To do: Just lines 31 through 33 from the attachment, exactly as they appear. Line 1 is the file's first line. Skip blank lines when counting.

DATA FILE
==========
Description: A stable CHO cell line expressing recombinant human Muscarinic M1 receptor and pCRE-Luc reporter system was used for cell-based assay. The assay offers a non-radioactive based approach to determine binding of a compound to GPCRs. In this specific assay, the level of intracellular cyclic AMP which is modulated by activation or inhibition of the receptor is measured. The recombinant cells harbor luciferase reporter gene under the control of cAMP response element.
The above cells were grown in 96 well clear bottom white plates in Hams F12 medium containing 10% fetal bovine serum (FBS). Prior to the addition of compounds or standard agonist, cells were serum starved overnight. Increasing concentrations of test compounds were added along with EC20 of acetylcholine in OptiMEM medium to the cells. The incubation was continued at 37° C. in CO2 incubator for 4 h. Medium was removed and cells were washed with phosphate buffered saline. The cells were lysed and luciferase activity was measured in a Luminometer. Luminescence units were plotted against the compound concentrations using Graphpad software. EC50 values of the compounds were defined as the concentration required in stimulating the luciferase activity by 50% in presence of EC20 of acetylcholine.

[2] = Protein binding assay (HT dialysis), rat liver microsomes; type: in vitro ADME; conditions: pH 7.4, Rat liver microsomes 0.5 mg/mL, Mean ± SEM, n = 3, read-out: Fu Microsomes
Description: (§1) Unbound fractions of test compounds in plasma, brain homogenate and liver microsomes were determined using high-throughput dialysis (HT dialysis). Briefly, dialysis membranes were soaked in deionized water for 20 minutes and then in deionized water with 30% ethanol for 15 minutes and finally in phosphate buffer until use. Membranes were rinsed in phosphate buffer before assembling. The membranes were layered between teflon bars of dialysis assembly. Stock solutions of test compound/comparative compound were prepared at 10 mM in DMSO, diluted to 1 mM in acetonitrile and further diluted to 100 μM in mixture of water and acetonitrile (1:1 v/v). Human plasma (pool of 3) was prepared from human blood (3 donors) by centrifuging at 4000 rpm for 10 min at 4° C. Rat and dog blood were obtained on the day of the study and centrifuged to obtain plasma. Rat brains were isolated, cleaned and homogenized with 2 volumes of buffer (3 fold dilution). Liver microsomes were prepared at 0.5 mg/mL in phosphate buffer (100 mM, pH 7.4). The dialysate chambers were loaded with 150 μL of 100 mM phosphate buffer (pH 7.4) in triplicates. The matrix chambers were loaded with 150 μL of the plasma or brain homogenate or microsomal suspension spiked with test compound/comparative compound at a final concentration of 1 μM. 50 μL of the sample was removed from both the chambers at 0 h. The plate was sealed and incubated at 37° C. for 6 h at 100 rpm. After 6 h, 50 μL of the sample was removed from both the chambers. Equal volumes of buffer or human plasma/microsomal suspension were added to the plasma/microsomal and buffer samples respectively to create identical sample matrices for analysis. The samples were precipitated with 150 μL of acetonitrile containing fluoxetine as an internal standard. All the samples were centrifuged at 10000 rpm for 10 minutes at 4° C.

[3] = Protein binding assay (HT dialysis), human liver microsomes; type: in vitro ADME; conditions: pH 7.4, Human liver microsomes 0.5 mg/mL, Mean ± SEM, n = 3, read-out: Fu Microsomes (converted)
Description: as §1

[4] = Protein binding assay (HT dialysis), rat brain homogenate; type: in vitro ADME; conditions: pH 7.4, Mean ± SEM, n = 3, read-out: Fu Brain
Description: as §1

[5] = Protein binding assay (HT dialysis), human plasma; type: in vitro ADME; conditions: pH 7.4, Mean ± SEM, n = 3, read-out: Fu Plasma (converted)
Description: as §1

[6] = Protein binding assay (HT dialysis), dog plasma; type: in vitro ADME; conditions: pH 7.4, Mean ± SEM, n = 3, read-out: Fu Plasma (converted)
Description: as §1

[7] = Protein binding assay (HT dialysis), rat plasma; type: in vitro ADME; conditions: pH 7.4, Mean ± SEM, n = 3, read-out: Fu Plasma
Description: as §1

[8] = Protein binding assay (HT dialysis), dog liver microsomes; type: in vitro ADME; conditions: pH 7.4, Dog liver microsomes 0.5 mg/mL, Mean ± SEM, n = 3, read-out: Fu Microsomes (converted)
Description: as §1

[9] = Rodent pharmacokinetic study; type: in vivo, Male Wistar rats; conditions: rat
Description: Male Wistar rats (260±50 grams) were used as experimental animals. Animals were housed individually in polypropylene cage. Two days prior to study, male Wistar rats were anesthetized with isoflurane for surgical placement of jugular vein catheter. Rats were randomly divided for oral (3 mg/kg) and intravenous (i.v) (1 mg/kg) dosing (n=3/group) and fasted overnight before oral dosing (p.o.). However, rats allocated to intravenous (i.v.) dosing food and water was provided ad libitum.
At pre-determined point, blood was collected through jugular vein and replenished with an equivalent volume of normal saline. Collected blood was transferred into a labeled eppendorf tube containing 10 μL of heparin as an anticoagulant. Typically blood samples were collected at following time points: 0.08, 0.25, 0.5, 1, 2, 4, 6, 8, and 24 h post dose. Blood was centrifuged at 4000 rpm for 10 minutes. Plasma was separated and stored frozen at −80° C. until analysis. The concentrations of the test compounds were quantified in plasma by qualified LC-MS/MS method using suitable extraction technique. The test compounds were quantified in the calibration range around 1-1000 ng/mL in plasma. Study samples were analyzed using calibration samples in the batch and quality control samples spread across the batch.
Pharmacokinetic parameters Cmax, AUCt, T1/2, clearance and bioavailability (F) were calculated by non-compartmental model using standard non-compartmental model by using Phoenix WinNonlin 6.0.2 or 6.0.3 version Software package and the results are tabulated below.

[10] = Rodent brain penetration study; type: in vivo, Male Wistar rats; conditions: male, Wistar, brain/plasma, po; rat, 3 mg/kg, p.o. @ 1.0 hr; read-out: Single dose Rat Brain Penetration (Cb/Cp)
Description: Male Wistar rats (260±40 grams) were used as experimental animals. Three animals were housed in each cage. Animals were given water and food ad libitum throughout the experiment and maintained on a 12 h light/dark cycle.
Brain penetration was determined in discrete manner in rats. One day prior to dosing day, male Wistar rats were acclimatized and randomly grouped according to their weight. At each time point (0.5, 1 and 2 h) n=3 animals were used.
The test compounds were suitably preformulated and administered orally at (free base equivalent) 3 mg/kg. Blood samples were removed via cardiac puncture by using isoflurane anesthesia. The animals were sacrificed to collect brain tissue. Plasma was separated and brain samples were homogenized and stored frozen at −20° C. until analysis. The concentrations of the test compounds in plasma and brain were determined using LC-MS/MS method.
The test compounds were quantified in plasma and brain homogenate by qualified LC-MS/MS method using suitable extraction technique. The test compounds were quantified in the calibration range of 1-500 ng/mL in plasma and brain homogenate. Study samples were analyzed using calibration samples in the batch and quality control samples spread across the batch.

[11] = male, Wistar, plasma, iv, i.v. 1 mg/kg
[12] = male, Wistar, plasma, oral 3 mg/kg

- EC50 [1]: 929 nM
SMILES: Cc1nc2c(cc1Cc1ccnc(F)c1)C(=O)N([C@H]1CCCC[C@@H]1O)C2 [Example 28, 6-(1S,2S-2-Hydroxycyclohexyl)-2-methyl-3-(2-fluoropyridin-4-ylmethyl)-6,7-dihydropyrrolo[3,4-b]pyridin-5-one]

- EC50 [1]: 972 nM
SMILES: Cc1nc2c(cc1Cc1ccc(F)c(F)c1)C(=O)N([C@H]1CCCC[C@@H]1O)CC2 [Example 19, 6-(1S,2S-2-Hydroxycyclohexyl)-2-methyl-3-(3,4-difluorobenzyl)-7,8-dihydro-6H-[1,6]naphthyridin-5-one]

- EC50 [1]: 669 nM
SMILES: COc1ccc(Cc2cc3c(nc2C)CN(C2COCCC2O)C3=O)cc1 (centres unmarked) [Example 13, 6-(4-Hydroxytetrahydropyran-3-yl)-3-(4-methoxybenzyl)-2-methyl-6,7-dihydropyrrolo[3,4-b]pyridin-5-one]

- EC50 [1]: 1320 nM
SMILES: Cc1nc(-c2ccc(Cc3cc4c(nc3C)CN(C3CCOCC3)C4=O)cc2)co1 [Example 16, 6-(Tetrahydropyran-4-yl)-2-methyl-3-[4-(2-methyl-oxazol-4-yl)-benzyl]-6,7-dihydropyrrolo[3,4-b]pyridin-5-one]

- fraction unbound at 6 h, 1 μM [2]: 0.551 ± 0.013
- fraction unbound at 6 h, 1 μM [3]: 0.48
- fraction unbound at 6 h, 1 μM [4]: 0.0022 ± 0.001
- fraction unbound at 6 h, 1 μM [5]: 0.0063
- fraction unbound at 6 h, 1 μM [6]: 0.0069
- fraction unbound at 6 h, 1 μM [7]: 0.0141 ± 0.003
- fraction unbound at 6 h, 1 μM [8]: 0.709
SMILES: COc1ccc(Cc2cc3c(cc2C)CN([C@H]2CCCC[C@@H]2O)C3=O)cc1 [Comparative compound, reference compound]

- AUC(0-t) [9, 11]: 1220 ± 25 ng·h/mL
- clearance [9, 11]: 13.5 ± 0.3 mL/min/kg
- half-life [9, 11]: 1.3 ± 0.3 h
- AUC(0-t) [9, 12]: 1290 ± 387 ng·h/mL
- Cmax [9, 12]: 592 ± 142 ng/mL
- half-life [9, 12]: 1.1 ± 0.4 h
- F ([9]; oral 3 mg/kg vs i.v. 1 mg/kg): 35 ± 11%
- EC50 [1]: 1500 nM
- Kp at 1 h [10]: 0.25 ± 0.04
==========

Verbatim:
SMILES: Cc1nc2c(cc1Cc1ccc(F)c(F)c1)C(=O)N([C@H]1CCCC[C@@H]1O)CC2 [Example 19, 6-(1S,2S-2-Hydroxycyclohexyl)-2-methyl-3-(3,4-difluorobenzyl)-7,8-dihydro-6H-[1,6]naphthyridin-5-one]

- EC50 [1]: 669 nM
SMILES: COc1ccc(Cc2cc3c(nc2C)CN(C2COCCC2O)C3=O)cc1 (centres unmarked) [Example 13, 6-(4-Hydroxytetrahydropyran-3-yl)-3-(4-methoxybenzyl)-2-methyl-6,7-dihydropyrrolo[3,4-b]pyridin-5-one]